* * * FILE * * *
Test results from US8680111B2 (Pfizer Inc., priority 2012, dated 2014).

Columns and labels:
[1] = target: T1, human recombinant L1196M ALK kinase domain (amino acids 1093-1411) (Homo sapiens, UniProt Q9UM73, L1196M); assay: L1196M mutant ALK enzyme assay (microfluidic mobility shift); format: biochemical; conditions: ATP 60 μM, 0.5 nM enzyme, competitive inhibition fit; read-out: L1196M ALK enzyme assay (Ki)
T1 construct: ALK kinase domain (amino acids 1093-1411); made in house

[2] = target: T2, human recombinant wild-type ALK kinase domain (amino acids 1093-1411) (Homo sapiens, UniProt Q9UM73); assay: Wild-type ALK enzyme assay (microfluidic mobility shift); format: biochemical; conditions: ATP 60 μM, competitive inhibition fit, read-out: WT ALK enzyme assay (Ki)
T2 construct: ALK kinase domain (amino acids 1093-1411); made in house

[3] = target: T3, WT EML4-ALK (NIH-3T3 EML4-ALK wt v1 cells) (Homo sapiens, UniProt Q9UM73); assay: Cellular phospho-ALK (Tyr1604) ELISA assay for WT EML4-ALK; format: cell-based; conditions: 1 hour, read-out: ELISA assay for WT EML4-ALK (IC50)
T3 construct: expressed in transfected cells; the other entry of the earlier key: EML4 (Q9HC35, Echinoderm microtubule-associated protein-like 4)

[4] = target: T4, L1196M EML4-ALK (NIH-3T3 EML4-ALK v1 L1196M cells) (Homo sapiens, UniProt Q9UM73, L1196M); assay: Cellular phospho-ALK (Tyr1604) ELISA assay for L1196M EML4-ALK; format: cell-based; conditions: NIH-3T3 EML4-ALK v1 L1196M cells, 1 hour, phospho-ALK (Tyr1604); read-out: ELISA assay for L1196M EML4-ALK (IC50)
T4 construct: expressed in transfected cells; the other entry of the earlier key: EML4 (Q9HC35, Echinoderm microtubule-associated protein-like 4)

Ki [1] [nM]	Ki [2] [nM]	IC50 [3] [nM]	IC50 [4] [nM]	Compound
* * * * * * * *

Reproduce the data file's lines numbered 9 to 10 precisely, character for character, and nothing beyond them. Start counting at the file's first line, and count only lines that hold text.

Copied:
[4] = target: T4, L1196M EML4-ALK (NIH-3T3 EML4-ALK v1 L1196M cells) (Homo sapiens, UniProt Q9UM73, L1196M); assay: Cellular phospho-ALK (Tyr1604) ELISA assay for L1196M EML4-ALK; format: cell-based; conditions: NIH-3T3 EML4-ALK v1 L1196M cells, 1 hour, phospho-ALK (Tyr1604); read-out: ELISA assay for L1196M EML4-ALK (IC50)
T4 construct: expressed in transfected cells; the other entry of the earlier key: EML4 (Q9HC35, Echinoderm microtubule-associated protein-like 4)